April 30, 2018 / 5:15 PM / a year ago

Facebook must block commentary calling AfD leader a 'Nazi swine': court

BERLIN (Reuters) - Facebook (FB.O) said on Monday it had already removed a posting that called German far-right leader Alice Weidel a “Nazi swine”, but would consider its next steps after a court issued a preliminary injunction against the social media network.

FILE PHOTO - Alice Weidel of the Anti-immigration party Alternative for Germany (AfD) addresses at the German lower house of parliament Bundestag in Berlin, Germany, February 22, 2018. REUTERS/Axel Schmidt

Hamburg’s Regional Court said the U.S. firm faced fines of up to 250,000 euros ($300,000) if it distributed or allowed the distribution of the slur against Weidel, a senior leader of the Alternative for Germany (AfD) party, in Germany, according to German media reports.

The decision was not posted on the court’s website, and no one at the court could be reached immediately for comment.

“Facebook had already blocked the commentary in Germany. We will now await the written opinion of the court and consider next steps,” a Facebook spokesman said.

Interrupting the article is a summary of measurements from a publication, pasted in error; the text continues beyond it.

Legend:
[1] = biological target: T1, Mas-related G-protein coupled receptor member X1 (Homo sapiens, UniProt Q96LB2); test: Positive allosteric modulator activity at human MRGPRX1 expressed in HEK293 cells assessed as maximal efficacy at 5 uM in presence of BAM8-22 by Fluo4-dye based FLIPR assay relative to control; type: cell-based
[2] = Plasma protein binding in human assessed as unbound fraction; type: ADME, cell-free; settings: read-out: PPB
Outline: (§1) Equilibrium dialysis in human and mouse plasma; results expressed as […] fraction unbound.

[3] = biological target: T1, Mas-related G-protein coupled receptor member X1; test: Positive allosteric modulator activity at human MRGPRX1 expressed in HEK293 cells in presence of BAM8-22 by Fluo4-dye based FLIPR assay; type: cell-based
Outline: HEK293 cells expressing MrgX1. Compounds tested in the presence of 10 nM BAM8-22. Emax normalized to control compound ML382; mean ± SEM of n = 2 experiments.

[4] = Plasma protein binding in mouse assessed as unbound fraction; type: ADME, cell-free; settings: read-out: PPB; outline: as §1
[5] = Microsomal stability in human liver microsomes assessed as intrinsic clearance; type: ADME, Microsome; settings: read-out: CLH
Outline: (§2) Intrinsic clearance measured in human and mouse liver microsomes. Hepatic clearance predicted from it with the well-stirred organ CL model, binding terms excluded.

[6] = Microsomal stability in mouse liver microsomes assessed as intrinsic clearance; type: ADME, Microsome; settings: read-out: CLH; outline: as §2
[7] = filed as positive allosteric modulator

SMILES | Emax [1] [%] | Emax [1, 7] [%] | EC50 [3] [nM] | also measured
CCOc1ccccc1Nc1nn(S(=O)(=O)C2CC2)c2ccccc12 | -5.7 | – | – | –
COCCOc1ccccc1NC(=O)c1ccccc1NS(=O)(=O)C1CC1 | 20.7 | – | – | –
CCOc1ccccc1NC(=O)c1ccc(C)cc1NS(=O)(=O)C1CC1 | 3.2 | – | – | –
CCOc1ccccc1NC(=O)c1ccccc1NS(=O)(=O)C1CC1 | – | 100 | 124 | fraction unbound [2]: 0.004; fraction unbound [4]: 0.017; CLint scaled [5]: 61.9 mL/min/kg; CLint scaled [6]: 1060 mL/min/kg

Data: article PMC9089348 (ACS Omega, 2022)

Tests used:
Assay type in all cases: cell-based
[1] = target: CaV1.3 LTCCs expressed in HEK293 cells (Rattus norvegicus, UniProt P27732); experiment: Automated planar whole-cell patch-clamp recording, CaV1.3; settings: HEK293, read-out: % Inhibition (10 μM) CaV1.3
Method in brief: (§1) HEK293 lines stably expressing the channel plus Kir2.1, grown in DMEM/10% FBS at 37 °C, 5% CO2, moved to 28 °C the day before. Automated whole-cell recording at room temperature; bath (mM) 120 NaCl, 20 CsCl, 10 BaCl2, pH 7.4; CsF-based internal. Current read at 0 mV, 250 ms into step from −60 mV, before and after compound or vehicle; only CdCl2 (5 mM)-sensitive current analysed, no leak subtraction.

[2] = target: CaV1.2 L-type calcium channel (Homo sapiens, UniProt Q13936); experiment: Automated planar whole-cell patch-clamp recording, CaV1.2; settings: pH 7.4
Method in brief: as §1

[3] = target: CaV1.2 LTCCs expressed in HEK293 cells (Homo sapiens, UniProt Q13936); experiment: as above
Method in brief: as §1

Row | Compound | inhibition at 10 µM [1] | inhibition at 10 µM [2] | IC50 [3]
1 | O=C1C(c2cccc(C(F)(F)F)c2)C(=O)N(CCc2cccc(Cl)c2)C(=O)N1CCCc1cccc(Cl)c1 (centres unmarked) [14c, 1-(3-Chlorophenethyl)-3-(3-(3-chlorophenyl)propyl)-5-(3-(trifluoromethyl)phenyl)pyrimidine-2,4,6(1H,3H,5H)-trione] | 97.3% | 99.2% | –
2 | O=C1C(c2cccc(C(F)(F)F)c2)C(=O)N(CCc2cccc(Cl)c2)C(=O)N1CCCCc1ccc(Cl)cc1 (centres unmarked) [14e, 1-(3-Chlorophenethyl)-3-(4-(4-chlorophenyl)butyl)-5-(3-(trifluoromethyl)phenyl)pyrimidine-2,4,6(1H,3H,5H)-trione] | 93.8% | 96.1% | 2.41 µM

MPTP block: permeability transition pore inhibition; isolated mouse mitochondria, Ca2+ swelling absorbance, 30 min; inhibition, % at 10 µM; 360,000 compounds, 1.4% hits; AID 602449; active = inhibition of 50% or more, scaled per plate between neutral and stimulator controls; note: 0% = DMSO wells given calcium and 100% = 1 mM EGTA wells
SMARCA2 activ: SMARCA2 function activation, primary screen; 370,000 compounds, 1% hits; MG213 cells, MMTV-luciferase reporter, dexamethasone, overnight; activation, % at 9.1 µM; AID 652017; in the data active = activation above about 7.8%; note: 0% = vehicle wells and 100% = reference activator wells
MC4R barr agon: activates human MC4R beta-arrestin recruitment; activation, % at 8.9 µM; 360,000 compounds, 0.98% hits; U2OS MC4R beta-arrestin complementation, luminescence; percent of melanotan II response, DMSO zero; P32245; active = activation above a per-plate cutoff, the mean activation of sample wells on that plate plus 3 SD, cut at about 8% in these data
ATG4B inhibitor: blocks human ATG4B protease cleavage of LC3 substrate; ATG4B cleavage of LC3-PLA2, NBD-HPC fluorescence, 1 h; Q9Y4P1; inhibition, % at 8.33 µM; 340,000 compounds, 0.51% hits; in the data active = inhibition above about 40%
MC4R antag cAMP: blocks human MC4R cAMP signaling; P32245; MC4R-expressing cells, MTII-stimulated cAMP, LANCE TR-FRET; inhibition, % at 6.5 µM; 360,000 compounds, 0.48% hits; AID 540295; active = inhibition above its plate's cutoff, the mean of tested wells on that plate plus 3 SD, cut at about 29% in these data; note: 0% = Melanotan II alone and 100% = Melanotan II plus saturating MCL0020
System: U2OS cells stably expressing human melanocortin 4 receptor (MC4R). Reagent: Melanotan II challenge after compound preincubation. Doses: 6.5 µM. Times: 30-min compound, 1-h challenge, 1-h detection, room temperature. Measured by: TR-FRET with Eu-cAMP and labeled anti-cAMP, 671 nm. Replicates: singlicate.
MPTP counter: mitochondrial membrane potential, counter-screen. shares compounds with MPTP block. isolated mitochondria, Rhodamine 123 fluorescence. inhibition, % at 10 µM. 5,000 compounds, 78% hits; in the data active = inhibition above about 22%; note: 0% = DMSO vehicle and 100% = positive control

Weidel’s attorney told German magazine Der Spiegel that Facebook had failed to remove the commentary, which was published on the Facebook page of the Huffington Post in September 2017, despite several complaints.

He told the magazine that the commentary remained visible to German Facebook users via foreign proxy servers even after it was taken down in Germany.

A Facebook spokesman had no further comment and said the company would have to study the court’s opinion.

No comment was immediately available from Weidel.

Germany, a leading proponent of tougher regulation of social media, passed a tough law last year to clamp down on online hate speech. Facebook also faces a German anti-trust inquiry over the monetizing of personal data.

Justice minister Katarina Barley also called in Facebook executives last month to discuss allegations that London-based consultancy Cambridge Analytica improperly accessed user information to build profiles on American voters that were later used to help elect U.S. President Donald Trump in 2016.

Reporting by Andrea Shalal; editing by David Stamp

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